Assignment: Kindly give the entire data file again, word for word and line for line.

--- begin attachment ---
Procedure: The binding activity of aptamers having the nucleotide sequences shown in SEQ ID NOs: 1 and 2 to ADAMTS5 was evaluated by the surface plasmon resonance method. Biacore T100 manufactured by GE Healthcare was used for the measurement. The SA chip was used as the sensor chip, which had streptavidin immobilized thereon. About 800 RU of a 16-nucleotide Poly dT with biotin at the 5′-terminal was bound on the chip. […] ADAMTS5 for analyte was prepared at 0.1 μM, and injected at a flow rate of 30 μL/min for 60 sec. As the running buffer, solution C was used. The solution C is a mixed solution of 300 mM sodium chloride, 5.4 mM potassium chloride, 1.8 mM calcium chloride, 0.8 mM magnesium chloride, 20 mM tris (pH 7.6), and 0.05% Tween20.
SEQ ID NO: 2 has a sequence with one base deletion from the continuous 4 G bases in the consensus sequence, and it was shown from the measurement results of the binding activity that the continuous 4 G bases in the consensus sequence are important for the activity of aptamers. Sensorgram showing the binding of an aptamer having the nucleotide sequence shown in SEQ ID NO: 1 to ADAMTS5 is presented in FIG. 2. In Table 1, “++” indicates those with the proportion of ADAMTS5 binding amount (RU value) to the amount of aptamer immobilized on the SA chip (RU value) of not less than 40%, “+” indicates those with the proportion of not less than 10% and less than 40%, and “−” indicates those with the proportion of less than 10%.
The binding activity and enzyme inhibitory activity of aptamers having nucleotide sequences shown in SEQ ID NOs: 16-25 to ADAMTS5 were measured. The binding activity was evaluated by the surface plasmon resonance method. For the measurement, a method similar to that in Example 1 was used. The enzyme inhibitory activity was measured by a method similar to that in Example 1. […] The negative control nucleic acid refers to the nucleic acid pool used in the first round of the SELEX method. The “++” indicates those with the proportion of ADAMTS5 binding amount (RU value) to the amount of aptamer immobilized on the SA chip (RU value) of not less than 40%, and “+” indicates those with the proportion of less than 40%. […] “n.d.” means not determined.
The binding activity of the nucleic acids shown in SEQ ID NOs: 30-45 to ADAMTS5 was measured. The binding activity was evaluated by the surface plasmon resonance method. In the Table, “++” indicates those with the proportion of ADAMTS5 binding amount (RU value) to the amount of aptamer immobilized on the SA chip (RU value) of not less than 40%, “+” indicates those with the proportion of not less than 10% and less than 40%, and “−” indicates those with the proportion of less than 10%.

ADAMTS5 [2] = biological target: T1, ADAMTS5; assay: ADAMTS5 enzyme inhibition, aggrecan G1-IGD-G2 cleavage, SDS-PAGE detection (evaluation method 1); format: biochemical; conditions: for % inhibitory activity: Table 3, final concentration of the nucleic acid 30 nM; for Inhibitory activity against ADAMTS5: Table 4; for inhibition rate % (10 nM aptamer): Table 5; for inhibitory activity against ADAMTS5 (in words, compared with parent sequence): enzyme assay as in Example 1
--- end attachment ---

Procedure: The binding activity of aptamers having the nucleotide sequences shown in SEQ ID NOs: 1 and 2 to ADAMTS5 was evaluated by the surface plasmon resonance method. Biacore T100 manufactured by GE Healthcare was used for the measurement. The SA chip was used as the sensor chip, which had streptavidin immobilized thereon. About 800 RU of a 16-nucleotide Poly dT with biotin at the 5′-terminal was bound on the chip. […] ADAMTS5 for analyte was prepared at 0.1 μM, and injected at a flow rate of 30 μL/min for 60 sec. As the running buffer, solution C was used. The solution C is a mixed solution of 300 mM sodium chloride, 5.4 mM potassium chloride, 1.8 mM calcium chloride, 0.8 mM magnesium chloride, 20 mM tris (pH 7.6), and 0.05% Tween20.
SEQ ID NO: 2 has a sequence with one base deletion from the continuous 4 G bases in the consensus sequence, and it was shown from the measurement results of the binding activity that the continuous 4 G bases in the consensus sequence are important for the activity of aptamers. Sensorgram showing the binding of an aptamer having the nucleotide sequence shown in SEQ ID NO: 1 to ADAMTS5 is presented in FIG. 2. In Table 1, “++” indicates those with the proportion of ADAMTS5 binding amount (RU value) to the amount of aptamer immobilized on the SA chip (RU value) of not less than 40%, “+” indicates those with the proportion of not less than 10% and less than 40%, and “−” indicates those with the proportion of less than 10%.
The binding activity and enzyme inhibitory activity of aptamers having nucleotide sequences shown in SEQ ID NOs: 16-25 to ADAMTS5 were measured. The binding activity was evaluated by the surface plasmon resonance method. For the measurement, a method similar to that in Example 1 was used. The enzyme inhibitory activity was measured by a method similar to that in Example 1. […] The negative control nucleic acid refers to the nucleic acid pool used in the first round of the SELEX method. The “++” indicates those with the proportion of ADAMTS5 binding amount (RU value) to the amount of aptamer immobilized on the SA chip (RU value) of not less than 40%, and “+” indicates those with the proportion of less than 40%. […] “n.d.” means not determined.
The binding activity of the nucleic acids shown in SEQ ID NOs: 30-45 to ADAMTS5 was measured. The binding activity was evaluated by the surface plasmon resonance method. In the Table, “++” indicates those with the proportion of ADAMTS5 binding amount (RU value) to the amount of aptamer immobilized on the SA chip (RU value) of not less than 40%, “+” indicates those with the proportion of not less than 10% and less than 40%, and “−” indicates those with the proportion of less than 10%.

ADAMTS5 [2] = biological target: T1, ADAMTS5; assay: ADAMTS5 enzyme inhibition, aggrecan G1-IGD-G2 cleavage, SDS-PAGE detection (evaluation method 1); format: biochemical; conditions: for % inhibitory activity: Table 3, final concentration of the nucleic acid 30 nM; for Inhibitory activity against ADAMTS5: Table 4; for inhibition rate % (10 nM aptamer): Table 5; for inhibitory activity against ADAMTS5 (in words, compared with parent sequence): enzyme assay as in Example 1